Thursday, 20 June 2013

End of year report

I attended the ICO annual report launch in London today and it was a good event. There was a different mix of sectors there which I’ve not experienced at other, more practitioner focussed conferences, including plenty of legal firms and private sector organisations.

The question and answer session following the presentation gave a level of interaction and immediacy that the 2012 video presentation obviously lacked. This allowed a dialogue with journalists regarding the CQC story, meaning the report was presented in the context of the latest issues (see the excellent Information Rights and Wrongs blog for a thoughtful DP perspective on CQC).

Every annual report is in some ways a spin or a narrative. Yet I still think the slides after slides of numbers gave a fairly rounded picture: the ICO is, like any other public sector organisation, struggling with funding cuts and juggling resources. The future is also far from certain. Proposed notification changes in the new DP regulation fundamentally challenge the ICO’s funding model and realistically questions the ICO’s future without some serious government support.

The ICO do sometimes get a bit of a battering from campaigners, particularly around FOI enforcement. But I think a bit of credit is due for the speed in turning complaints round, as volume increases and resources shrink, to timescales unrecognisable from those of 3-4 years ago. And this in a context of Freedom of Information getting around only a quarter of the funding that Data Protection gets.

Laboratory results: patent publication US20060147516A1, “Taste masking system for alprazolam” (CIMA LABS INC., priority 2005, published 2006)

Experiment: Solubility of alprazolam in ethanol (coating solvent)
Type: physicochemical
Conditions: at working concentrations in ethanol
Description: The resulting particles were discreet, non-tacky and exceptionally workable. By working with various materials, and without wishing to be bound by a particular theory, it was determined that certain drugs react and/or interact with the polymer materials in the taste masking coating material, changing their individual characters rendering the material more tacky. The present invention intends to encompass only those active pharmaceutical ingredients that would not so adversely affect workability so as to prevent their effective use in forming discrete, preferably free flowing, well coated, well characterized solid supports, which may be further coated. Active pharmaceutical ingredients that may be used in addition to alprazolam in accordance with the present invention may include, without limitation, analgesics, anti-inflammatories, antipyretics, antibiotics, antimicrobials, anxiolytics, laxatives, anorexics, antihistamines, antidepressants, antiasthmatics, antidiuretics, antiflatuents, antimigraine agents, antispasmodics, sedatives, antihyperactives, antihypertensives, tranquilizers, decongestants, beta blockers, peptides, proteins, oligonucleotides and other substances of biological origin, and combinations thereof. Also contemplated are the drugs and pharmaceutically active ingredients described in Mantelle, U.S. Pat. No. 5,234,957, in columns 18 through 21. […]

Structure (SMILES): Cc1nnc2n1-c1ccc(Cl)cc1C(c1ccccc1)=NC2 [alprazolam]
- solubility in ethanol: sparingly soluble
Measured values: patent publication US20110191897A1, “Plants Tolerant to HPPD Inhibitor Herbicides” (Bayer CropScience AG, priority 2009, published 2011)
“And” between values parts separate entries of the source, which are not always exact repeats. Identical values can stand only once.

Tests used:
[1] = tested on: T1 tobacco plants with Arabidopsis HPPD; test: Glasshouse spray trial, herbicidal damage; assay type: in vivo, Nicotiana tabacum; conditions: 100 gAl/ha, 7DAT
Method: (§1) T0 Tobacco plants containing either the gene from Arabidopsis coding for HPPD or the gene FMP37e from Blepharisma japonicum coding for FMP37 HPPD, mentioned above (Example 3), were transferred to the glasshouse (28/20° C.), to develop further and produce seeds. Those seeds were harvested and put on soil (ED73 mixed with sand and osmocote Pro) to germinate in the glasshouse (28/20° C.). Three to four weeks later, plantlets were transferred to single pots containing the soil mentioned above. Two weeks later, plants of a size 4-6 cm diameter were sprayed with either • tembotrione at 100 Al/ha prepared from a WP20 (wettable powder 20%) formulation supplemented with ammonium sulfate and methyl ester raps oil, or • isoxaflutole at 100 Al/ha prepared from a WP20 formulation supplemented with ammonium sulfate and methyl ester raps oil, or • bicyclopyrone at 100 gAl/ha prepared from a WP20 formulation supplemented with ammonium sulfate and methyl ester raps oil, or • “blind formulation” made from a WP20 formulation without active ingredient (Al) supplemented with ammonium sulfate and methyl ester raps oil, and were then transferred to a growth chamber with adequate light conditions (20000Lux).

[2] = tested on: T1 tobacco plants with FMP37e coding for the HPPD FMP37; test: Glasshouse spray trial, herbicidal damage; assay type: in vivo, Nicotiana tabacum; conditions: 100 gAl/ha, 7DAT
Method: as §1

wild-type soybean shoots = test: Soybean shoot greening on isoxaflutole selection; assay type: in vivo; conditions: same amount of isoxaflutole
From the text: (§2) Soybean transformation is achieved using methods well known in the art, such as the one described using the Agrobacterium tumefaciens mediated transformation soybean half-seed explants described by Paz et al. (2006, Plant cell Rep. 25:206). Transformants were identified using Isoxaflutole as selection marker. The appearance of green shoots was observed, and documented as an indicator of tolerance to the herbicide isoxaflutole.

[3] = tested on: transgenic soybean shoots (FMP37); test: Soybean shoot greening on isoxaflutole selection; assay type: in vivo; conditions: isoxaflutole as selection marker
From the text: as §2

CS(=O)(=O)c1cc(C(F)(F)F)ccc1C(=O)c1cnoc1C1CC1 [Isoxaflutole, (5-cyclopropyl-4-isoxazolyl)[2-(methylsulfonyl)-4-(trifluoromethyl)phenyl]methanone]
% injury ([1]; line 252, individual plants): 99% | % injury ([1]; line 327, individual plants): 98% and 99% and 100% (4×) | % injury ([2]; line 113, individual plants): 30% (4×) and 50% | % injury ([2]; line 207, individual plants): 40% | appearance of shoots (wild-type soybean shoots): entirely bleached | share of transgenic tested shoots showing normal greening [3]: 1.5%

I was a little disappointed in the dismissive statement that local authorities are making a 'pig's ear' of Data Protection. LAs are one of the soft targets against which the ICO can claim to talk tough around enforcement, whilst everyone knows more formidable Data Controllers lurk in the private sector that the ICO are either unwilling or unable to take on in a really effective way. 

But overall a good event and a thumbs up for the ICO. Some interesting points that I scribbled down from the presentations:
  • Guidance documents, which is a real ICO strength, were added or updated at the rate of around one a week in the last year
  • Their own FOIA compliance is good 98% compliance from 1700 requests a year, which is a big number for an public authority of the ICO’s size
  • As Chris Graham noted, the ICO is sometimes a convenient punch bag for politicians, ignoring ICO action or recommendations on the press and the construction blacklist until it suited them to do so 
  • Whilst I sometimes feel I exist in a fairly small world of FOI/DP ‘geeks’, the DP and PECR enforcement on cold calling / spam texting reaches a much wider world of consumers. 150,000 complaints about this area shows that the public is getting increasingly informed about how to act and who to ask
  • 10-15% of the complaints regarding Cookies came from people hating the way that it has affected their web experience, which provoked a chuckle from those present 

Tuesday, 14 May 2013

The new exemption

The Intellectual Property Bill includes a commitment to develop a 'research data' exemption in the Freedom of Information Act. This outcome is a big success for Universities as a result of their lobbying both at the time of the Protection of Freedoms Bill and in the FOI post-legislative scrutiny.